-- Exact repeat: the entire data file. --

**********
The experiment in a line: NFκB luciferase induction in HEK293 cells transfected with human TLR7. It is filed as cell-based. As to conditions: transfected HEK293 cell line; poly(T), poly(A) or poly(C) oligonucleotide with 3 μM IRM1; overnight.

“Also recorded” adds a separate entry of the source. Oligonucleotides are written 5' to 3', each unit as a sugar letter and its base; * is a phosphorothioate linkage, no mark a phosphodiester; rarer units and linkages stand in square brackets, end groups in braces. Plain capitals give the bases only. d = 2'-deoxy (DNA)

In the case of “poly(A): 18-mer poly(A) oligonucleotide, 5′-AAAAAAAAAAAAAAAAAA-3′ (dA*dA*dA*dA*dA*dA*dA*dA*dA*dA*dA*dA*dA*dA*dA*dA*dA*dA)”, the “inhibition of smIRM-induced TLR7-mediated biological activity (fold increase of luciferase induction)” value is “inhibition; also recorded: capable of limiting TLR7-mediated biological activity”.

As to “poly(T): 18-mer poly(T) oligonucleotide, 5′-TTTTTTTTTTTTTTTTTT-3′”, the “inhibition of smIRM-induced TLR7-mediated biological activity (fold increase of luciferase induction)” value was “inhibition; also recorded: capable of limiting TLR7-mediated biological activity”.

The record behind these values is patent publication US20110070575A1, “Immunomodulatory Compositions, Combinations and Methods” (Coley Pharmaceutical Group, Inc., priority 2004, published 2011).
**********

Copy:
The experiment in a line: NFκB luciferase induction in HEK293 cells transfected with human TLR7. It is filed as cell-based. As to conditions: transfected HEK293 cell line; poly(T), poly(A) or poly(C) oligonucleotide with 3 μM IRM1; overnight.

“Also recorded” adds a separate entry of the source. Oligonucleotides are written 5' to 3', each unit as a sugar letter and its base; * is a phosphorothioate linkage, no mark a phosphodiester; rarer units and linkages stand in square brackets, end groups in braces. Plain capitals give the bases only. d = 2'-deoxy (DNA)

In the case of “poly(A): 18-mer poly(A) oligonucleotide, 5′-AAAAAAAAAAAAAAAAAA-3′ (dA*dA*dA*dA*dA*dA*dA*dA*dA*dA*dA*dA*dA*dA*dA*dA*dA*dA)”, the “inhibition of smIRM-induced TLR7-mediated biological activity (fold increase of luciferase induction)” value is “inhibition; also recorded: capable of limiting TLR7-mediated biological activity”.

As to “poly(T): 18-mer poly(T) oligonucleotide, 5′-TTTTTTTTTTTTTTTTTT-3′”, the “inhibition of smIRM-induced TLR7-mediated biological activity (fold increase of luciferase induction)” value was “inhibition; also recorded: capable of limiting TLR7-mediated biological activity”.

The record behind these values is patent publication US20110070575A1, “Immunomodulatory Compositions, Combinations and Methods” (Coley Pharmaceutical Group, Inc., priority 2004, published 2011).